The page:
Top festival tip:Paul Williams: Santa Fe. He is an insanely creative, talented person.” RJ

Rose Matafeo: Horndog runs 1-13 August and 15-26 August, 6.20pm at at Pleasance Courtyard

Rob Carter: ‘I take a separate phone for my character, Christopher. He once had a 2am chat with someone in the bath’

Rob Carter

Rob Carter: ‘I love the idea of making something that hasn’t been made before.’ Photograph: Suki Dhanda for the Observer

Rob Carter, a former finalist in the BBC’s new comedy award, has a valid claim to having the funniest show title on this year’s fringe; quite an achievement, given that there are more than 1,000 comedy shows vying for attention. In character as Christopher Bliss, Shropshire’s worst novelist, Carter presents a play: I Spy With My Little Eye Something Beginning With Why Have You Been Sleeping With My Wife.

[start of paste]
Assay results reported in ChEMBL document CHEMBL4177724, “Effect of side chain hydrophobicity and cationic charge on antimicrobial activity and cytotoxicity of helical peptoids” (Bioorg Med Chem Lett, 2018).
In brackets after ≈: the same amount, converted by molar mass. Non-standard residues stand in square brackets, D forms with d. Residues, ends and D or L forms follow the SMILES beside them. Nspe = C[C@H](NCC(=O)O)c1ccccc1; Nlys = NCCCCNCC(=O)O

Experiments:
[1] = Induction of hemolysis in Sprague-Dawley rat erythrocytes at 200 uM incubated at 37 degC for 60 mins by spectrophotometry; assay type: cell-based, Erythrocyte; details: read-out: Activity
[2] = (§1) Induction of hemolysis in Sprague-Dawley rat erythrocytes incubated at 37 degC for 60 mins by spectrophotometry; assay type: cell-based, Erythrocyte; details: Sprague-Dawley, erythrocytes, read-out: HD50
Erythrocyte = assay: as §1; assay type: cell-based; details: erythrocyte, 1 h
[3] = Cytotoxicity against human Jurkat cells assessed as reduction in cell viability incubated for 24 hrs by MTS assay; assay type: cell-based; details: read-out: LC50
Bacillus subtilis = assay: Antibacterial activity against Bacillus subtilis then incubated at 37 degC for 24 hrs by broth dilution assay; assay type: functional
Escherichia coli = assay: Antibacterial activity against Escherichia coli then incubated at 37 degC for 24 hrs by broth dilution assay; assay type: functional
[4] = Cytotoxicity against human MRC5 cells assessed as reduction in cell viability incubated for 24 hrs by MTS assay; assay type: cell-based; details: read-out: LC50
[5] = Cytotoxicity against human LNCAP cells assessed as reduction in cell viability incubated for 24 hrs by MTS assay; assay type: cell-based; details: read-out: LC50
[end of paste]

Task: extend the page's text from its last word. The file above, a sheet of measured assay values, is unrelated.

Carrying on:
If this article were a profile of Christopher Bliss, how would the deluded author like to be described? “Christopher has quite a narrow field of vision,” Carter says, “so he wouldn’t be aware of this article. He would love to be written about in his local paper – the Voice of the Village – as a successful novelist. That’s about as far as his imagination will take him. But he’s very content. He’s quite detached from the real world.”